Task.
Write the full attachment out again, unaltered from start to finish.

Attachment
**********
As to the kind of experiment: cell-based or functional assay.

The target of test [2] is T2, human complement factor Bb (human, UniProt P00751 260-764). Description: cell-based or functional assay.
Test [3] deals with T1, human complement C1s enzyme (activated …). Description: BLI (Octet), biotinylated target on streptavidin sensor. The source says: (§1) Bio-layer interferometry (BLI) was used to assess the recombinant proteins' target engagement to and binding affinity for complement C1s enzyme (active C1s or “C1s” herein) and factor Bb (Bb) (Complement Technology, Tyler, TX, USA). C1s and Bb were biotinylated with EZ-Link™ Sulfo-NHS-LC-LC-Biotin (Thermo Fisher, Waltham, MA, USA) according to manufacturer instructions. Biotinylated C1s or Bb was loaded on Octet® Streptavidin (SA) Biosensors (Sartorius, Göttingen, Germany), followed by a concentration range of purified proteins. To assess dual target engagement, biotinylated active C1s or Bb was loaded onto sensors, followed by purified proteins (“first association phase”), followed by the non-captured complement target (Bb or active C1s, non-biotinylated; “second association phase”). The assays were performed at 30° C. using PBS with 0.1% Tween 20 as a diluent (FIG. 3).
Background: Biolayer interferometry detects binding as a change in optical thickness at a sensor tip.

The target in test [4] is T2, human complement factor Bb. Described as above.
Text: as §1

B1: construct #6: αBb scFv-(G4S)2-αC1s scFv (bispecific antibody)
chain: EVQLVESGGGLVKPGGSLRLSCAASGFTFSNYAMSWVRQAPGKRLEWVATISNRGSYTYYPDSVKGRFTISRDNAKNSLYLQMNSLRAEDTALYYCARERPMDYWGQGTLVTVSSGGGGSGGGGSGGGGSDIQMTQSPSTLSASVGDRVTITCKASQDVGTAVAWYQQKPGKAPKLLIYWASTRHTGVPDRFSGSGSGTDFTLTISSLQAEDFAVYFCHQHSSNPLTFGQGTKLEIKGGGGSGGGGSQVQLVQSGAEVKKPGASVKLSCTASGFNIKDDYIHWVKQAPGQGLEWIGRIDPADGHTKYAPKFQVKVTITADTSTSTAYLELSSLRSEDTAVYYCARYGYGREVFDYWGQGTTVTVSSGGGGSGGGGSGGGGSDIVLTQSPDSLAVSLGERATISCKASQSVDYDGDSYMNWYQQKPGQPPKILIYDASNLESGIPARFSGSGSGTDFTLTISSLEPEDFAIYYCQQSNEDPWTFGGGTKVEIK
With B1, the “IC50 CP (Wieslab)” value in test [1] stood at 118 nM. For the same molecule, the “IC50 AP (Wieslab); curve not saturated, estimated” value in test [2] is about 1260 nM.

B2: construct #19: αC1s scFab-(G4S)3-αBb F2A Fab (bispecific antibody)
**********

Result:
As to the kind of experiment: cell-based or functional assay.

The target of test [2] is T2, human complement factor Bb (human, UniProt P00751 260-764). Description: cell-based or functional assay.
Test [3] deals with T1, human complement C1s enzyme (activated …). Description: BLI (Octet), biotinylated target on streptavidin sensor. The source says: (§1) Bio-layer interferometry (BLI) was used to assess the recombinant proteins' target engagement to and binding affinity for complement C1s enzyme (active C1s or “C1s” herein) and factor Bb (Bb) (Complement Technology, Tyler, TX, USA). C1s and Bb were biotinylated with EZ-Link™ Sulfo-NHS-LC-LC-Biotin (Thermo Fisher, Waltham, MA, USA) according to manufacturer instructions. Biotinylated C1s or Bb was loaded on Octet® Streptavidin (SA) Biosensors (Sartorius, Göttingen, Germany), followed by a concentration range of purified proteins. To assess dual target engagement, biotinylated active C1s or Bb was loaded onto sensors, followed by purified proteins (“first association phase”), followed by the non-captured complement target (Bb or active C1s, non-biotinylated; “second association phase”). The assays were performed at 30° C. using PBS with 0.1% Tween 20 as a diluent (FIG. 3).
Background: Biolayer interferometry detects binding as a change in optical thickness at a sensor tip.

The target in test [4] is T2, human complement factor Bb. Described as above.
Text: as §1

B1: construct #6: αBb scFv-(G4S)2-αC1s scFv (bispecific antibody)
chain: EVQLVESGGGLVKPGGSLRLSCAASGFTFSNYAMSWVRQAPGKRLEWVATISNRGSYTYYPDSVKGRFTISRDNAKNSLYLQMNSLRAEDTALYYCARERPMDYWGQGTLVTVSSGGGGSGGGGSGGGGSDIQMTQSPSTLSASVGDRVTITCKASQDVGTAVAWYQQKPGKAPKLLIYWASTRHTGVPDRFSGSGSGTDFTLTISSLQAEDFAVYFCHQHSSNPLTFGQGTKLEIKGGGGSGGGGSQVQLVQSGAEVKKPGASVKLSCTASGFNIKDDYIHWVKQAPGQGLEWIGRIDPADGHTKYAPKFQVKVTITADTSTSTAYLELSSLRSEDTAVYYCARYGYGREVFDYWGQGTTVTVSSGGGGSGGGGSGGGGSDIVLTQSPDSLAVSLGERATISCKASQSVDYDGDSYMNWYQQKPGQPPKILIYDASNLESGIPARFSGSGSGTDFTLTISSLEPEDFAIYYCQQSNEDPWTFGGGTKVEIK
With B1, the “IC50 CP (Wieslab)” value in test [1] stood at 118 nM. For the same molecule, the “IC50 AP (Wieslab); curve not saturated, estimated” value in test [2] is about 1260 nM.

B2: construct #19: αC1s scFab-(G4S)3-αBb F2A Fab (bispecific antibody)